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Postby bigalpha » Apr 11, 2007 6:39 pm

NZ -- I don't have the S3 IS but I have looked at getting it. It's basically a wanna-be dSLR. Looks like a very good, reliable camera.

Now that I'm working, I'm going to get a real dSLR.
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Re: Which camera

Postby Teresa » Jan 25, 2008 10:23 pm

After over a year of indecision and saving, I finally jumped for a 12 MP Canon G9 with all the trimmings -- converter tube, polarizer, wide and tele converter lenses, a Pz40x II Quantaray eTTL flash, off-camera cord, spare memory cards and battery...I also got an Otterbox for the camera, and a big non-waterproof camera sack to put it all in.

It has now been on 3 trips: two in caves and one on a day when it was about 15 degrees to take pictures of eagles on the Mississippi.

All I can say is WOW! This camera has the styling and size of late 70s/early 80s 35mm compact rangefinders like the Rollei, with a 3 inch LCD. It can do everything from full Auto to full manual exposure and focus. With a 200+ page manual, I've just barely scratched the surface of setting this thing, but the photos...EEEK!...my husband, who has been a diehard semi-pro photog for years, was jealous of my results today in a 5 second point and shoot auto snap which rivals the same shot he did with 3 hours of setup and several sherpas about 15 years ago on film.

I was impressed that mounted on a tripod with the teleconverter, I could see the ruffled feathers on eagle pics taken about 75 to 100 feet away, and 30 feet up in a tree. This is almost all the camera -- I'm decent as a photog, but not that good. So far, I haven't taken off the antishake setting, and I've only gotten about 7 blurry photos out of about 300...the blur was due to poor focus/lighting, not actual shake, and in the first cave, to lens fogging. I didn't delete the mistakes, just worked with the camera and kept on shooting.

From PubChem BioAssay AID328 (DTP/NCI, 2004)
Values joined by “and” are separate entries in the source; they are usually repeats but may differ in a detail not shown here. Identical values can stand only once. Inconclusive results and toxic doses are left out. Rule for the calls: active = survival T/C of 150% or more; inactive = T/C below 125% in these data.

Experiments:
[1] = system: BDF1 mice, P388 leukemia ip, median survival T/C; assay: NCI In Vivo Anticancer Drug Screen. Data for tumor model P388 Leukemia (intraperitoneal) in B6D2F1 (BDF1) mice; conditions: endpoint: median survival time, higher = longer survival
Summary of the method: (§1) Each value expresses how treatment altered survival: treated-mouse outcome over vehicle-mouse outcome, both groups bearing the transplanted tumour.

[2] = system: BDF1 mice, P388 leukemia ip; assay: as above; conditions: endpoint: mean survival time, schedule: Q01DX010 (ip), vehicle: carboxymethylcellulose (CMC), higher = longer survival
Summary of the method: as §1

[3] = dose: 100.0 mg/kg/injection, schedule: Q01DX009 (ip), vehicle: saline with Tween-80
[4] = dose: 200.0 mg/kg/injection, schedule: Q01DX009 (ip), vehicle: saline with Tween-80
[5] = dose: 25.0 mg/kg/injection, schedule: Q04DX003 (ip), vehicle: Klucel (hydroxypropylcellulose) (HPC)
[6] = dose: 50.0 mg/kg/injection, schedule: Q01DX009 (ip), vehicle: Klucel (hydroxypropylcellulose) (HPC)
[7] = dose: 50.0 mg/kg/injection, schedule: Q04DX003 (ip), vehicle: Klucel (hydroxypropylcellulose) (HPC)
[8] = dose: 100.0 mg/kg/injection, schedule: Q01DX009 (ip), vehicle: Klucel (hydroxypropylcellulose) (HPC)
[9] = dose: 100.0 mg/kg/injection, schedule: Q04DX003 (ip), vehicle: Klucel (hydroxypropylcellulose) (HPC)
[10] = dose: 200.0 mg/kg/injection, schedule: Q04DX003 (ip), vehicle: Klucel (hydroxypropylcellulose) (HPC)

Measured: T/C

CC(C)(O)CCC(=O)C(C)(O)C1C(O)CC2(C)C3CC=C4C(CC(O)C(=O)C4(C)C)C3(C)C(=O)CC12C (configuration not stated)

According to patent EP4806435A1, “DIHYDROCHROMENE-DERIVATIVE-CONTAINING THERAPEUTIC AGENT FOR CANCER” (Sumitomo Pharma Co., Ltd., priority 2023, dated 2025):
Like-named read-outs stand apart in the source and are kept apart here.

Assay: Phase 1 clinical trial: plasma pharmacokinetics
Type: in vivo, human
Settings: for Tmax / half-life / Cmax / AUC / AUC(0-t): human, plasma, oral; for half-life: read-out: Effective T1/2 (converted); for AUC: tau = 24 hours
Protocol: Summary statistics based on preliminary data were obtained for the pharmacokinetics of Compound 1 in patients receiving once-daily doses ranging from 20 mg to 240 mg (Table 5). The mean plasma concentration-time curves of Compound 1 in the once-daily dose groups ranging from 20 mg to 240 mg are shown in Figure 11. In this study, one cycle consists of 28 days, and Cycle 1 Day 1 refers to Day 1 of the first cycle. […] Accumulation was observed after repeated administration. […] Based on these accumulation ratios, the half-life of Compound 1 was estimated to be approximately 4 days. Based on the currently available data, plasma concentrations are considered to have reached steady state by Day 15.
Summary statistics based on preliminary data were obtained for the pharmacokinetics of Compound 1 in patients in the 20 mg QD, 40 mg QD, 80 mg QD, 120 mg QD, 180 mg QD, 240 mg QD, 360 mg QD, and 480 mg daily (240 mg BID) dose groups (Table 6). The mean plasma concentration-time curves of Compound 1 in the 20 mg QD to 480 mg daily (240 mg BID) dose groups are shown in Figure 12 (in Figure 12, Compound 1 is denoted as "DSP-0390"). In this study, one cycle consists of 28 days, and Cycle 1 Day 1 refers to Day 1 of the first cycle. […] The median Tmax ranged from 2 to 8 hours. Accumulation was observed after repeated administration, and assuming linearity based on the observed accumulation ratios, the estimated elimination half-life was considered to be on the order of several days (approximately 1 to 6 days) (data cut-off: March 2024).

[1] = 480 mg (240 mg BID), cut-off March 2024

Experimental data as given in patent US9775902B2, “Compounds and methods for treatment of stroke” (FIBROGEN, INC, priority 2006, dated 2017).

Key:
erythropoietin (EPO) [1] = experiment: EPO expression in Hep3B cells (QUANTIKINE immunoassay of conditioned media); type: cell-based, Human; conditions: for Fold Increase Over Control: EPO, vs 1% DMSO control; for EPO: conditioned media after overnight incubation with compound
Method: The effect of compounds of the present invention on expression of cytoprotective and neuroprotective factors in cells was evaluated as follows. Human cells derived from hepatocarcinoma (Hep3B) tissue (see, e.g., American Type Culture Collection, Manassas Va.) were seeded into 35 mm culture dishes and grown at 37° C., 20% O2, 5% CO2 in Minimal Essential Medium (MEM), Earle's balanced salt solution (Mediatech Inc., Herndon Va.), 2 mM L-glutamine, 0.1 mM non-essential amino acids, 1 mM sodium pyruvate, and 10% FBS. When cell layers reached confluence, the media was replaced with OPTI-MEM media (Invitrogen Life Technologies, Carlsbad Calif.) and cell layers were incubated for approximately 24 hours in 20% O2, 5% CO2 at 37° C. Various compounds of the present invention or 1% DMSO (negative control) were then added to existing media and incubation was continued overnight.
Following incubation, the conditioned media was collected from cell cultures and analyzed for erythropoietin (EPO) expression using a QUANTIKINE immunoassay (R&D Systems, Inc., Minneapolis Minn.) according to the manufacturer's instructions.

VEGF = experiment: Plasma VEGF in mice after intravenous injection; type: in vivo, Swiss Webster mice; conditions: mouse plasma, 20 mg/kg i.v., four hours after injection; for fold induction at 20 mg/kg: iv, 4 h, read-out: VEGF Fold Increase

In the cold outside , the battery does go very fast. Today, in the cave, I shot 125 pics over 8 hours, and never changed either flash or camera battery, though I did have spares. Under low light conditions, shooting at 1/60 sec and 200 ISO, images were bright, and there was no noise, up to 30 feet away. It's probably not good for a huge room shot, because it has no B setting, and max shutter of only 15 seconds. But other than that instance, the light gathering and metering capacity of this camera is enormous.

I have not yet taken it on a crawler; likely when I do, it and the off camera flash and cord are going to go in ziplocks, and then in my trusty foam lined ammo box.
Camera cost $450, rest of the kit (not including flash which was a gift) was $300. Yeah. Ouch at $750, but that's half price of a similar kit for a DSLR. (Looked at DSLRs, but they were mostly too big for my hands. This camera is about the size of 200-300 3 x5 index cards. The Quantaray fits it without being top-heavy, though the converter lenses are about as big as it is.

And the pictures are gorgeous. :banana_yay: :banana: :banana_yay:
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Re: Which camera

Postby wyandottecaver » Jan 26, 2008 8:41 am